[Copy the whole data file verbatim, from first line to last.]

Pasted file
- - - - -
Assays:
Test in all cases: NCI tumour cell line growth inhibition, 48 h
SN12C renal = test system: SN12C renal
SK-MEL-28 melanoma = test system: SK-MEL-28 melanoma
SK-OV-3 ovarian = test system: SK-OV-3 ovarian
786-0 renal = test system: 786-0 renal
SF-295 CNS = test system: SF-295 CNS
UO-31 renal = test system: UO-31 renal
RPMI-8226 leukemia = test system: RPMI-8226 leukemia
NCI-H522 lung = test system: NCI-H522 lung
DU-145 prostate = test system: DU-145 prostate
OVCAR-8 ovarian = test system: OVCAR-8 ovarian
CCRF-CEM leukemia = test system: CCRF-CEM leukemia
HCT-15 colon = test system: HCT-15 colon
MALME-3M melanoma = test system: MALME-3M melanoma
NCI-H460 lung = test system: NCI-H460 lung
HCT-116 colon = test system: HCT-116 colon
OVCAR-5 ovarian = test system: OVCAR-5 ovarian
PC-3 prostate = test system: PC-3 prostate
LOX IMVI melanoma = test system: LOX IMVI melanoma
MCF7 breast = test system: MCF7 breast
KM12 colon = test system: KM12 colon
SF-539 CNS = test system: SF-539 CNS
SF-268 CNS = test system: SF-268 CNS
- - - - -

Assays:
Test in all cases: NCI tumour cell line growth inhibition, 48 h
SN12C renal = test system: SN12C renal
SK-MEL-28 melanoma = test system: SK-MEL-28 melanoma
SK-OV-3 ovarian = test system: SK-OV-3 ovarian
786-0 renal = test system: 786-0 renal
SF-295 CNS = test system: SF-295 CNS
UO-31 renal = test system: UO-31 renal
RPMI-8226 leukemia = test system: RPMI-8226 leukemia
NCI-H522 lung = test system: NCI-H522 lung
DU-145 prostate = test system: DU-145 prostate
OVCAR-8 ovarian = test system: OVCAR-8 ovarian
CCRF-CEM leukemia = test system: CCRF-CEM leukemia
HCT-15 colon = test system: HCT-15 colon
MALME-3M melanoma = test system: MALME-3M melanoma
NCI-H460 lung = test system: NCI-H460 lung
HCT-116 colon = test system: HCT-116 colon
OVCAR-5 ovarian = test system: OVCAR-5 ovarian
PC-3 prostate = test system: PC-3 prostate
LOX IMVI melanoma = test system: LOX IMVI melanoma
MCF7 breast = test system: MCF7 breast
KM12 colon = test system: KM12 colon
SF-539 CNS = test system: SF-539 CNS
SF-268 CNS = test system: SF-268 CNS